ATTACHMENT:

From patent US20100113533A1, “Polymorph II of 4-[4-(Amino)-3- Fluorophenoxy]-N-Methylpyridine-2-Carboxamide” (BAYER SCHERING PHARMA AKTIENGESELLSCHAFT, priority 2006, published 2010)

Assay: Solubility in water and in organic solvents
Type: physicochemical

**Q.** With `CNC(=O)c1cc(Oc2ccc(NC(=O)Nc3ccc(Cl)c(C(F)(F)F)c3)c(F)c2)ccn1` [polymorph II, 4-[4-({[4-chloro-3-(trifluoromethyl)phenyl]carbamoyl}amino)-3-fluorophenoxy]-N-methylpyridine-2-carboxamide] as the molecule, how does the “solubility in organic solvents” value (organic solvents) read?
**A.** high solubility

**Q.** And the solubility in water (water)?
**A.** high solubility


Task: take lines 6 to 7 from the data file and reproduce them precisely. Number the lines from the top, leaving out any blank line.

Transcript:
**Q.** And the solubility in water (water)?
**A.** high solubility